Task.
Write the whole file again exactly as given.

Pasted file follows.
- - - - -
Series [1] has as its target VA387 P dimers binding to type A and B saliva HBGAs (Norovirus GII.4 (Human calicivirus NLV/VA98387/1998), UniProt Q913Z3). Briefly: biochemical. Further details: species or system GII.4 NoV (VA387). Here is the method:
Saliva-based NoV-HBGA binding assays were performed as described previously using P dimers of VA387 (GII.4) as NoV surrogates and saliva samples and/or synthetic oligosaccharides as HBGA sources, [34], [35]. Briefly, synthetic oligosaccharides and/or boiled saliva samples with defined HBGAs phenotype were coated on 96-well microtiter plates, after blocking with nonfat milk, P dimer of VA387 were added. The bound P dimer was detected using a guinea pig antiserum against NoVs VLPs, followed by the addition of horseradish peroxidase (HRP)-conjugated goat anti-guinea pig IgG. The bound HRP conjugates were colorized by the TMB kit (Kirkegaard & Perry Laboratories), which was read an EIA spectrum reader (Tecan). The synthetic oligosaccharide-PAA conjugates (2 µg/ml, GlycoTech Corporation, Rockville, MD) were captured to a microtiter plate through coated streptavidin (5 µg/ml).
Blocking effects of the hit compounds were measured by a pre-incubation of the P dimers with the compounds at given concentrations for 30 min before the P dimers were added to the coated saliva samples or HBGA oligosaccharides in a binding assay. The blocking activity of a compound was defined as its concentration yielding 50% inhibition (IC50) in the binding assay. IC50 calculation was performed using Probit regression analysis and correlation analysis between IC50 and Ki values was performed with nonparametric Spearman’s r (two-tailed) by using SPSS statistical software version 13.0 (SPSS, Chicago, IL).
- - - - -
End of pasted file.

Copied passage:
Series [1] has as its target VA387 P dimers binding to type A and B saliva HBGAs (Norovirus GII.4 (Human calicivirus NLV/VA98387/1998), UniProt Q913Z3). Briefly: biochemical. Further details: species or system GII.4 NoV (VA387). Here is the method:
Saliva-based NoV-HBGA binding assays were performed as described previously using P dimers of VA387 (GII.4) as NoV surrogates and saliva samples and/or synthetic oligosaccharides as HBGA sources, [34], [35]. Briefly, synthetic oligosaccharides and/or boiled saliva samples with defined HBGAs phenotype were coated on 96-well microtiter plates, after blocking with nonfat milk, P dimer of VA387 were added. The bound P dimer was detected using a guinea pig antiserum against NoVs VLPs, followed by the addition of horseradish peroxidase (HRP)-conjugated goat anti-guinea pig IgG. The bound HRP conjugates were colorized by the TMB kit (Kirkegaard & Perry Laboratories), which was read an EIA spectrum reader (Tecan). The synthetic oligosaccharide-PAA conjugates (2 µg/ml, GlycoTech Corporation, Rockville, MD) were captured to a microtiter plate through coated streptavidin (5 µg/ml).
Blocking effects of the hit compounds were measured by a pre-incubation of the P dimers with the compounds at given concentrations for 30 min before the P dimers were added to the coated saliva samples or HBGA oligosaccharides in a binding assay. The blocking activity of a compound was defined as its concentration yielding 50% inhibition (IC50) in the binding assay. IC50 calculation was performed using Probit regression analysis and correlation analysis between IC50 and Ki values was performed with nonparametric Spearman’s r (two-tailed) by using SPSS statistical software version 13.0 (SPSS, Chicago, IL).